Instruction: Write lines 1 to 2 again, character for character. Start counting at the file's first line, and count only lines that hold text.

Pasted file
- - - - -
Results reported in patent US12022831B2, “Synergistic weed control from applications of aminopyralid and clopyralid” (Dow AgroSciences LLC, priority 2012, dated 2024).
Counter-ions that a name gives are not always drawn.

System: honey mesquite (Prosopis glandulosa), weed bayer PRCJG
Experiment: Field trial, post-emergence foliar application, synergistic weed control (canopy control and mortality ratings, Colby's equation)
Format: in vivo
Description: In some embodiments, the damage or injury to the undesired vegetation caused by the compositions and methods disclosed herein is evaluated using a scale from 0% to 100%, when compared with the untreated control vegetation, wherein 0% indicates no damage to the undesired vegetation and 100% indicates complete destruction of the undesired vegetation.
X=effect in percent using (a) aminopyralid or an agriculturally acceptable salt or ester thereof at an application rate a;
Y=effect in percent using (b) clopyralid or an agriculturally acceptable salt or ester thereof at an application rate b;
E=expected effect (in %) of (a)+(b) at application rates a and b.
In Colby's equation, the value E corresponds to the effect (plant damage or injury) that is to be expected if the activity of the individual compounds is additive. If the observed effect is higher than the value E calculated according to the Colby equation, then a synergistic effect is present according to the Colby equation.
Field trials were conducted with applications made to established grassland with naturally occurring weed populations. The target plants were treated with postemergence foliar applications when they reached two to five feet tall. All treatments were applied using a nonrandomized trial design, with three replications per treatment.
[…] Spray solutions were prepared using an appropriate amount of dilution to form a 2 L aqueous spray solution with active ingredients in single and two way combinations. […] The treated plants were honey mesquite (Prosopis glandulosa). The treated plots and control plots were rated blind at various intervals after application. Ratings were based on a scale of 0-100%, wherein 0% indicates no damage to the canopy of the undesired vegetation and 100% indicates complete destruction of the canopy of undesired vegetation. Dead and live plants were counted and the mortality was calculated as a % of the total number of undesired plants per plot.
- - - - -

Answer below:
Results reported in patent US12022831B2, “Synergistic weed control from applications of aminopyralid and clopyralid” (Dow AgroSciences LLC, priority 2012, dated 2024).
Counter-ions that a name gives are not always drawn.